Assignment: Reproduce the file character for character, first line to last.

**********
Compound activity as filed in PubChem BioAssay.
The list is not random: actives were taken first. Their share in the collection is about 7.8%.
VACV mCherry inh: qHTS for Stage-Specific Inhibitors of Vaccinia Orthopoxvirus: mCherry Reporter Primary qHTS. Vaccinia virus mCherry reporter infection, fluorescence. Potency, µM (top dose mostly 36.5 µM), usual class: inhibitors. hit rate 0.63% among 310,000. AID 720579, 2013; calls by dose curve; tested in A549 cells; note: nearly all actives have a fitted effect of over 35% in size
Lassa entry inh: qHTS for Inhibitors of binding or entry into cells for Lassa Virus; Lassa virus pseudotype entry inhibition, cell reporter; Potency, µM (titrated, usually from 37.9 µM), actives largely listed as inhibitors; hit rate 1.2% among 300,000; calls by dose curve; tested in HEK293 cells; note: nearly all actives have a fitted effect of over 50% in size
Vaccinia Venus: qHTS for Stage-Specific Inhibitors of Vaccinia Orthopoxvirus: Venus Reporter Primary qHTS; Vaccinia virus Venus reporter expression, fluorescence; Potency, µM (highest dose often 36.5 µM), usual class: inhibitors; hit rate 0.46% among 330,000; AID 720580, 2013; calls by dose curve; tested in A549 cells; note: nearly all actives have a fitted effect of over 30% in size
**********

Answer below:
Compound activity as filed in PubChem BioAssay.
The list is not random: actives were taken first. Their share in the collection is about 7.8%.
VACV mCherry inh: qHTS for Stage-Specific Inhibitors of Vaccinia Orthopoxvirus: mCherry Reporter Primary qHTS. Vaccinia virus mCherry reporter infection, fluorescence. Potency, µM (top dose mostly 36.5 µM), usual class: inhibitors. hit rate 0.63% among 310,000. AID 720579, 2013; calls by dose curve; tested in A549 cells; note: nearly all actives have a fitted effect of over 35% in size
Lassa entry inh: qHTS for Inhibitors of binding or entry into cells for Lassa Virus; Lassa virus pseudotype entry inhibition, cell reporter; Potency, µM (titrated, usually from 37.9 µM), actives largely listed as inhibitors; hit rate 1.2% among 300,000; calls by dose curve; tested in HEK293 cells; note: nearly all actives have a fitted effect of over 50% in size
Vaccinia Venus: qHTS for Stage-Specific Inhibitors of Vaccinia Orthopoxvirus: Venus Reporter Primary qHTS; Vaccinia virus Venus reporter expression, fluorescence; Potency, µM (highest dose often 36.5 µM), usual class: inhibitors; hit rate 0.46% among 330,000; AID 720580, 2013; calls by dose curve; tested in A549 cells; note: nearly all actives have a fitted effect of over 30% in size